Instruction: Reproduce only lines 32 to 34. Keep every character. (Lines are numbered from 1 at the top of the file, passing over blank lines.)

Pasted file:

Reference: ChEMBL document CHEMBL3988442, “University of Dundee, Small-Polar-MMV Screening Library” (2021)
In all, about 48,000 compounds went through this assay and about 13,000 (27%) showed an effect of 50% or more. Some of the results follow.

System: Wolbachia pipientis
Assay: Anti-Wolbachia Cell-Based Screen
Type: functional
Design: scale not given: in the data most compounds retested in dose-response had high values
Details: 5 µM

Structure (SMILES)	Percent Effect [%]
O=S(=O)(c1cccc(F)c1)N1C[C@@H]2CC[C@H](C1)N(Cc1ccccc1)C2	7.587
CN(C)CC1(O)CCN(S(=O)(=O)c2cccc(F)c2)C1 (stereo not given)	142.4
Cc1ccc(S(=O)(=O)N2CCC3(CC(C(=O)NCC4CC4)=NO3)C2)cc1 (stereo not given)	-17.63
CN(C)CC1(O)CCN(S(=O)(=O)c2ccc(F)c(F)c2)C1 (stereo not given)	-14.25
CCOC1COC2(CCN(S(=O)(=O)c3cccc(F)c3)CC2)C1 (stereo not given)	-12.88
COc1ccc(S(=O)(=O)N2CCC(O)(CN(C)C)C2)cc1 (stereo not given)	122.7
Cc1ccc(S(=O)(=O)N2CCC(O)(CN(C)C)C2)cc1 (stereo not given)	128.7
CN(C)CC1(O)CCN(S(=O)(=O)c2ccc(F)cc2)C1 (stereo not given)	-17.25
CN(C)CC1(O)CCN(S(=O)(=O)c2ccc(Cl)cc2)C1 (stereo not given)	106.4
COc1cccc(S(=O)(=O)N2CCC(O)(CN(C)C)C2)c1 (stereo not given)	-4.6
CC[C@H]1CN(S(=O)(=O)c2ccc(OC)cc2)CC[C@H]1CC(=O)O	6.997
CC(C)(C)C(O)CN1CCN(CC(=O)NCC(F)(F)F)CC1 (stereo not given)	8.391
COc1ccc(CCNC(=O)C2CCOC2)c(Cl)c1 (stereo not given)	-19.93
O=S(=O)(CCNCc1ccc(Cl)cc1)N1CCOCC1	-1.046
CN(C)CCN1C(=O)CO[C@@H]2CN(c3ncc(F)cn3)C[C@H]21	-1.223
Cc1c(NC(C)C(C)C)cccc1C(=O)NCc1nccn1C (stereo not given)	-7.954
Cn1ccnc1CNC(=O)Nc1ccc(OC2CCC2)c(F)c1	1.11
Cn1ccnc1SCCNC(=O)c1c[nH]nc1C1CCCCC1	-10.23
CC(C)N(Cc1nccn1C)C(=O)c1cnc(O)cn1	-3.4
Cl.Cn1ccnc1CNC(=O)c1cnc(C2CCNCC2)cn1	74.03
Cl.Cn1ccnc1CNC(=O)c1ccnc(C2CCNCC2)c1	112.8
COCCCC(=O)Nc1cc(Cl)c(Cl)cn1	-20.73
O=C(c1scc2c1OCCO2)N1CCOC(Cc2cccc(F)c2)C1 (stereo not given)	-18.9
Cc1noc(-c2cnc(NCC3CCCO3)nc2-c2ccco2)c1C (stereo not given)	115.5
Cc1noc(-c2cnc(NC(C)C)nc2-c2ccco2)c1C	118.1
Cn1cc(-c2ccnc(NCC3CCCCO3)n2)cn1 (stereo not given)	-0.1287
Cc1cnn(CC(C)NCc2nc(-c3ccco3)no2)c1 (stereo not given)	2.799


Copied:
Cc1noc(-c2cnc(NCC3CCCO3)nc2-c2ccco2)c1C (stereo not given)	115.5
Cc1noc(-c2cnc(NC(C)C)nc2-c2ccco2)c1C	118.1
Cn1cc(-c2ccnc(NCC3CCCCO3)n2)cn1 (stereo not given)	-0.1287